It’s just data

Homesteaders of the 21st Century

This presentation reminded me that I hadn’t posted anything yet on RubyConf, where my favorite quote was:

“Tickets to the interior were suddenly cheap enough for everyone.”

It has been a while since I’ve been to a conference which made my head spin as much as RubyConf has done.  Reminds me of one of the earlier Sells Brothers’ conferences.

For those who couldn’t make it, check out RubyConf for Stragglers and RubyConf presentations.

At RubyConf, people were talking about replacing the VM.  And on Ruby implemented in Ruby (a.k.a. MetaRuby).  And on creating domain specific languages.  And users writing test cases — literally.  And database schemas written in Ruby.

These were all mind expanding, but the one that stopped me cold was by fellow Raleigh-ite Nathaniel Talbott.  He has a blog.  He seems best known for Test::Unit.  And he certainly is an accomplished speaker.

Rails Long Tail

Nathaniel’s talk had no code in it.  But he asked all the right questions.  And I liked his answers, though I actually think he wasn’t bold enough.  More on that in a minute.

Early on Nathaniel noted that with the choice of the “Rails” name, David tapped into a metaphor that is particularly rich to those aware of American heritage.  In the late nineteenth century, it was the rails that connected the eastern US with the western US.  The rails also fueled the gold rush.  But perhaps most importantly, the rails enabled people to live in places other than a big city on the coast.

Before continuing, let me introduce two other historical metaphors: switchboards and motors.  As telephone usage exploded, the number of people employed as switchboard operators followed suit.  Based on observations on the rate of increase of telephone usage, people started to predict a future where everybody would be employed as a switchboard operator.  Similarly as electric motors started to become practical, people predicted that soon everyone would have one.  These would likely be positioned in attics, and be accompanied by a complex system of belts that would allow this motor to drive appliances all over the house.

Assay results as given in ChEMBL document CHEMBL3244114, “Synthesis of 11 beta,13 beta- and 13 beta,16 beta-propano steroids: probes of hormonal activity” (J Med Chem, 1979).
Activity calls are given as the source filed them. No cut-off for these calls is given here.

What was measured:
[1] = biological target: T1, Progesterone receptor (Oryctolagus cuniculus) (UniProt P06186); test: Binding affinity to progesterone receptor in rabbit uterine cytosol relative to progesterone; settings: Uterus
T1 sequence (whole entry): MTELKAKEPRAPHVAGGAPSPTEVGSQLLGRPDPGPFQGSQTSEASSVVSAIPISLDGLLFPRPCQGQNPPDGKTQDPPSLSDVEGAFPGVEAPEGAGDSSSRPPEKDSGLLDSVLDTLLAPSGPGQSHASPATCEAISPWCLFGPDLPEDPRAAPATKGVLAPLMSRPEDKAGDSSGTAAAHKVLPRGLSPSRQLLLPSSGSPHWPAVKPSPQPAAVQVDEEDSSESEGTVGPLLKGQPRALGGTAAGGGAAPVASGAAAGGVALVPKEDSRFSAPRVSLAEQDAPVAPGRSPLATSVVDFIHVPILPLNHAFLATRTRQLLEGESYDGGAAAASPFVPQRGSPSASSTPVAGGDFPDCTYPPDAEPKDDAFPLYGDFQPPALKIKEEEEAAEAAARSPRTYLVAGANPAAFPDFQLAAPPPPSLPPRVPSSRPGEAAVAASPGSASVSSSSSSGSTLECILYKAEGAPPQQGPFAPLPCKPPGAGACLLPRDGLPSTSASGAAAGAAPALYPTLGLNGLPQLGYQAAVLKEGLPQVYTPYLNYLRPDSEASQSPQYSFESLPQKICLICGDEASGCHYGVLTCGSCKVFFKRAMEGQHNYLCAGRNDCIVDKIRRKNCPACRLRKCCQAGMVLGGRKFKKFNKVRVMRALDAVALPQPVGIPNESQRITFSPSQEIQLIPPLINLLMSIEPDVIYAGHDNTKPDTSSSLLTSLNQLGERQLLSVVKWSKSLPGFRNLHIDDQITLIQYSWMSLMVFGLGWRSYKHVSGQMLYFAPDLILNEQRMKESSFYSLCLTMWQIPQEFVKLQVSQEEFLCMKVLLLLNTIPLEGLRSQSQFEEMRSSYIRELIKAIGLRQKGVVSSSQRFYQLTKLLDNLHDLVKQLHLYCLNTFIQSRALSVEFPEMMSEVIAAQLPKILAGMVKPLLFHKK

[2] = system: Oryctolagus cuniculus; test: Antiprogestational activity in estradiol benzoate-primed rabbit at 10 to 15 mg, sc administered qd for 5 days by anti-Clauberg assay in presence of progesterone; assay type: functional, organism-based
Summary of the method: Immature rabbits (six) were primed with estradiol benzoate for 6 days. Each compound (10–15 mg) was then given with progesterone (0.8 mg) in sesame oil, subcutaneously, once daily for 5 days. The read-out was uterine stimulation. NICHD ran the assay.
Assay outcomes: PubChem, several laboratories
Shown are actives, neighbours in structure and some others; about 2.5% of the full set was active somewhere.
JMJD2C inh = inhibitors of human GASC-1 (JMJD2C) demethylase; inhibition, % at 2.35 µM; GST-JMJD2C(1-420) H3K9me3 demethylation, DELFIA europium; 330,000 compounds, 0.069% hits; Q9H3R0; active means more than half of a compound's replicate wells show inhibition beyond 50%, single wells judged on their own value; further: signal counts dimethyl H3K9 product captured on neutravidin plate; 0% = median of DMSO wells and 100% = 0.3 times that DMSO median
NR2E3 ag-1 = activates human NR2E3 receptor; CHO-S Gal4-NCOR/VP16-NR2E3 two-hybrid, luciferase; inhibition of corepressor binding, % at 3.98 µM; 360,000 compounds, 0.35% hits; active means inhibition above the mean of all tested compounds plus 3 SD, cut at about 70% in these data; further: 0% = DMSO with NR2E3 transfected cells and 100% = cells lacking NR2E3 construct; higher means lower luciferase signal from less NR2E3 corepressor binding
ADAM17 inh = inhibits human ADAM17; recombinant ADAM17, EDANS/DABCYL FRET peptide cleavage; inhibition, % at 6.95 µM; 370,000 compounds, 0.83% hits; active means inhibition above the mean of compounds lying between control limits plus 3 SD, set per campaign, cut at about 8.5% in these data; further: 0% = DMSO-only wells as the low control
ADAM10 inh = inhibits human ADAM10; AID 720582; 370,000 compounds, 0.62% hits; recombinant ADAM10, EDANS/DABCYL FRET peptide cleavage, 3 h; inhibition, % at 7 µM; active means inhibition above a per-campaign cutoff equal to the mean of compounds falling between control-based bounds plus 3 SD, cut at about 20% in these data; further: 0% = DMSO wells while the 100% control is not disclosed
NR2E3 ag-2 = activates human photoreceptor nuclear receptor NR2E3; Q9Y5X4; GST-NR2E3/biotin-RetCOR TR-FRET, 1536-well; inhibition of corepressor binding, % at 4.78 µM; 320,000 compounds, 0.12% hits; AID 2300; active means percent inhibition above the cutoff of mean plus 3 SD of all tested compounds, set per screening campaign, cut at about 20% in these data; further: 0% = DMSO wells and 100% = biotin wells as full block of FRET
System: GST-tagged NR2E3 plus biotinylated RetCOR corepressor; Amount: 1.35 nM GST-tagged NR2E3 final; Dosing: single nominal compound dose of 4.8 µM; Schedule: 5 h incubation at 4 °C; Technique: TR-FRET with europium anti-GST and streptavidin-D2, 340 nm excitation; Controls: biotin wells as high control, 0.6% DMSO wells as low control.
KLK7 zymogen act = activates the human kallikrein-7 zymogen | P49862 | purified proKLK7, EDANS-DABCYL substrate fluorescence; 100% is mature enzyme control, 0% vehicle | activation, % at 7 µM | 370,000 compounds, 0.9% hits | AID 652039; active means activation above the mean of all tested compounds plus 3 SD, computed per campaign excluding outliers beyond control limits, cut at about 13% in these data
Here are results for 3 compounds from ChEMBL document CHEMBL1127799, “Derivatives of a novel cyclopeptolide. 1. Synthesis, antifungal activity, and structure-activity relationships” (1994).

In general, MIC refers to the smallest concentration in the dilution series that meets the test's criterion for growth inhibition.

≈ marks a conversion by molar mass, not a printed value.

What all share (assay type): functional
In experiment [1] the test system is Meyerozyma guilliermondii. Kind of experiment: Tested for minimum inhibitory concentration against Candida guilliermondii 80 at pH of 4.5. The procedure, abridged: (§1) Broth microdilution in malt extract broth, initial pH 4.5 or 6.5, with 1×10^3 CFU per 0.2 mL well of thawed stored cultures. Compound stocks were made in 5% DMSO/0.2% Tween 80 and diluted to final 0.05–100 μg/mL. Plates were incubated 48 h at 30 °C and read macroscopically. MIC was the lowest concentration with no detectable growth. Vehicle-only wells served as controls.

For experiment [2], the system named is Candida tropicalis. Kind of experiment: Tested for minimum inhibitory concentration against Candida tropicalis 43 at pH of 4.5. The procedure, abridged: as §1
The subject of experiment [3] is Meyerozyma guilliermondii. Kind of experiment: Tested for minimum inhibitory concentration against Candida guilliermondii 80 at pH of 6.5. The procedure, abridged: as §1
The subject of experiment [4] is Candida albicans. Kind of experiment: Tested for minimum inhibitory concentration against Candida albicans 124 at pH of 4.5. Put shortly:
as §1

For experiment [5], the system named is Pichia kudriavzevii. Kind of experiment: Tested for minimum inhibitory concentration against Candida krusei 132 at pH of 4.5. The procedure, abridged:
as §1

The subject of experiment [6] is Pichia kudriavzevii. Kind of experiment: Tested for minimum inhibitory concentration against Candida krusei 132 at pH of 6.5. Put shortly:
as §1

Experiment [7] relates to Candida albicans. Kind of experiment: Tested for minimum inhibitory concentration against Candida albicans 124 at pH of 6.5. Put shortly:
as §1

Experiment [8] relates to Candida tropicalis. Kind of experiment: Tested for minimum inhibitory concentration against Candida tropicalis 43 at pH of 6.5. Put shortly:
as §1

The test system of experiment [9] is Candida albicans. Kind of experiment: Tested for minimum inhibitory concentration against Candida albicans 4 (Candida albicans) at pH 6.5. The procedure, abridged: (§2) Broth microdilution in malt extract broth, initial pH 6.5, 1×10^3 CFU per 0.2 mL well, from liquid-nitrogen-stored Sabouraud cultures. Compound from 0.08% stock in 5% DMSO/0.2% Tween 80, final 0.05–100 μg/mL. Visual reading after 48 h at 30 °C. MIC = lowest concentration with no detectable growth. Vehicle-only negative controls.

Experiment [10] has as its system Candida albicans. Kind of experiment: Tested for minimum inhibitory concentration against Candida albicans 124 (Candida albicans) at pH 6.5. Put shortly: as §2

Rails will certainly connect people.  And it undoubtedly will fuel a Gold Rush.  Some of these people will get rich.  Most will not.

But what interests me most are the new homesteaders that Rails will enable.

“Tickets to the interior were suddenly cheap enough for everyone.”

Nathaniel told an anecdote about an organization that his wife belonged to which had developed a financial application.  In Excel of all things.  As if there was something wrong with that.  You could almost see Nathaniel roll his eyes.

Those are the long tailer developers of today.  Nathaniel asks: what happens when t approaches zero?  Nathaniel’s answer was that people who aren’t currently developers won’t suddenly want to become ones even if the cost were essentially zero.  IMHO, the answer is that you will see a lot more applications like that financial application that was written in Excel.

Sure, such people won’t consider themselves to be a “developer”.  I’ve known “testers” who have literally written thousand line scripts that would also disagree with being given such a label.  These people often won’t even accept the label of “scripter”.  They may prefer to refer to their creations as “recipes”, or “todo lists”, or “spreadsheets”.  Consider this, this or even this (note: don’t get hung up on the syntax, I suspect that the actual UI will look something more like this).

Rails is tantalizingly close.  As Nathaniel said, with Ruby he could contemplate tackling projects that he couldn’t previously.  And with Rails, he had no excuse not to.

But Nathaniel clearly doesn’t need a ticket to the interior.

RadRails is getting a lot of buzz.  Perhaps it will be the ticket for a number of people.  But I suspect that we need to simplify a bit more.
People who use Excel don’t need a lot of intellisense of syntax highlighting.

I envision something like Rails on Rails (meta-rails?).  A web interface for defining your models.  (phpmyadmin shows it can be done).  A web interface for defining forms and reports (a.k.a. views).  And finally, web interface for people to enter short formulas (a.k.a. controllers).

Something that perhaps would appeal to Nathaniel’s wife’s colleagues.

One of the first questions Nathaniel fielded was about how Rails would help people get control over their own data, as it was limited to basically those who have their own BDSD server, i.e. not the moms of the world.  This ignores the point that “mom” probably already has a Linux server in the form of a Tivo box.


As computers, like electric motors before them, fade into the woodwork we need to enable a future where everybody can be a switchboard operator.

Furthermore, I suspect that the applications that these homesteaders will create will be qualitatively different than the applications we use today.